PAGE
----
rely on individuals to support programs. 

In 1978 NSA spoke out at the ASHA convnetion-Bob and I were part ofa panel which presented "Advocacy Movement in
Stuttering: Failure of the Profession" to a small but packed room. Some professionals "hugged" the self help movement. I
had a "feeling" that the organization was "here to stay". 

On a personal level regarding my stuttering- I was more concerned with "what I said" rather than "how I said it". 

I hope this answered your question? 

kindly, michael 

The biggest breakthrough

From: Jim McClure
Date: 10/13/99
Time: 10:21:25 AM
Remote Name:


One of the most important breakthroughs the NSP/NSA has made is establishing the idea that IT'S OKAY TO
STUTTER. This contradicts the traditional view that stuttering is a bad thing to do and that all stutterers MUST strive to
be fluent. One of the things that still impresses people when they first attend one of our conventions is seeing people who
stutter yet are effective communicators who can get up and make speeches and participate in discussion. 

Re: The biggest breakthrough

From: Michael Sugarman
Date: 10/16/99
Time: 2:06:42 PM
Remote Name:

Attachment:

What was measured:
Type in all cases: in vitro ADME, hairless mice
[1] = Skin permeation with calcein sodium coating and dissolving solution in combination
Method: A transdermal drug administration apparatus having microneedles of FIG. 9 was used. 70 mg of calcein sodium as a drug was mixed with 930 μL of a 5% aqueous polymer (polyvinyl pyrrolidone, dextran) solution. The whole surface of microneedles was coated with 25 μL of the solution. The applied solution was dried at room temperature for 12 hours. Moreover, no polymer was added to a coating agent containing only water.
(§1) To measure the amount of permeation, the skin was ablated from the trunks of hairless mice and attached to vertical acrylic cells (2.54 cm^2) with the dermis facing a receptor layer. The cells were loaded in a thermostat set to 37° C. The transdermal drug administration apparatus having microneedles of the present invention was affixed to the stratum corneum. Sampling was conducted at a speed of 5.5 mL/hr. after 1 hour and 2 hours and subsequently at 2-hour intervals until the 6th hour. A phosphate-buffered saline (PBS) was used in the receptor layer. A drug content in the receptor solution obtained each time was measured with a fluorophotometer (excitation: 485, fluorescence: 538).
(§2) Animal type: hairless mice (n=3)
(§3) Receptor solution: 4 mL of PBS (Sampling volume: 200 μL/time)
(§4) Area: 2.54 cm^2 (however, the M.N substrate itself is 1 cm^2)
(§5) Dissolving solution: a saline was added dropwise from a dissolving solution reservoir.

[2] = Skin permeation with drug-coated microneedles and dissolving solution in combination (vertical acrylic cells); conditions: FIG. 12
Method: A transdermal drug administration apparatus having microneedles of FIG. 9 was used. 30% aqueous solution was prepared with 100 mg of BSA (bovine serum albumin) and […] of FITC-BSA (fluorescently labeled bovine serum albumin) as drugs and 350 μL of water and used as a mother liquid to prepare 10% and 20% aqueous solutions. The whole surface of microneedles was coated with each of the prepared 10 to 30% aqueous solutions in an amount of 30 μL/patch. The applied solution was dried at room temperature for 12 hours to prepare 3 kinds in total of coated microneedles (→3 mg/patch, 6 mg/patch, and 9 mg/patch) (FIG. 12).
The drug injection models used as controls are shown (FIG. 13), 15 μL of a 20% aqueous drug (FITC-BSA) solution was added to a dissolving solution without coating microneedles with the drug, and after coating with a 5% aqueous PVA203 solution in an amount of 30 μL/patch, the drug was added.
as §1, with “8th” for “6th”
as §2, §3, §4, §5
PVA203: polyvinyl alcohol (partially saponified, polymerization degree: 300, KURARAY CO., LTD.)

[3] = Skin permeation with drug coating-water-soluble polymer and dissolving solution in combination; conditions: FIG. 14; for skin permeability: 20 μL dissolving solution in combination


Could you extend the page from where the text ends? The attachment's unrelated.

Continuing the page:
Absolutely--Very Good point. In the late 1970's NSP/NSA members used person first language in describing their
experiences as persons who stutter (PWS) and spoke out in terms of "It's OK to Stutter". Journal of Fluency
Disorders,Vol. 5 #2 June , 1980 published an article "It's OK to Stutter-Personal Account" by me. Keep up the good
work with NSA- Look forward to seeing u in Chicago. warmly, michael


From: Jeff Shames
Date: 10/18/99
Time: 7:08:09 AM
Remote Name:



Thanks for a great afticle. I also enjoyed reading your response to Paul Young. It is wonderful that even in the early days
of the organization you were able to broaden the scope of your work beyond stuttering into disability rights in general. 

Russ Hicks said to me several years ago that he considers his stuttering to be a gift. It took time, but I have come around
to seeing his point of view. Among the reasons for this are the many wonderful people who have come into my life
because of my involvement in the stuttering self help movement. You, Russ, Paul; Judy Kuster and many of the people
who have posted papers here, and many more. It is wonderful to feel more empowered, and to see the same in other

I am sorry to have not found the NSP/A until the early 90's, even though I had lived in San Francisco for two years. But
better late than never! Thank for your overview of the history and perspective on how far we have come.

Re: Empowerment

From: Michael Sugarman
Date: 10/20/99
Time: 11:53:31 PM
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Jeff, I agree with you, if we did not stutter we would not have met so many warm people. It's all too often that we look
for "what would have been if I did not stutter" rather than "what is and what can happen." I plan to tune in to the Today
Show on Friday to watch you and others on ISAD! 

Look forward to seeing u in Chicago! warmly, michael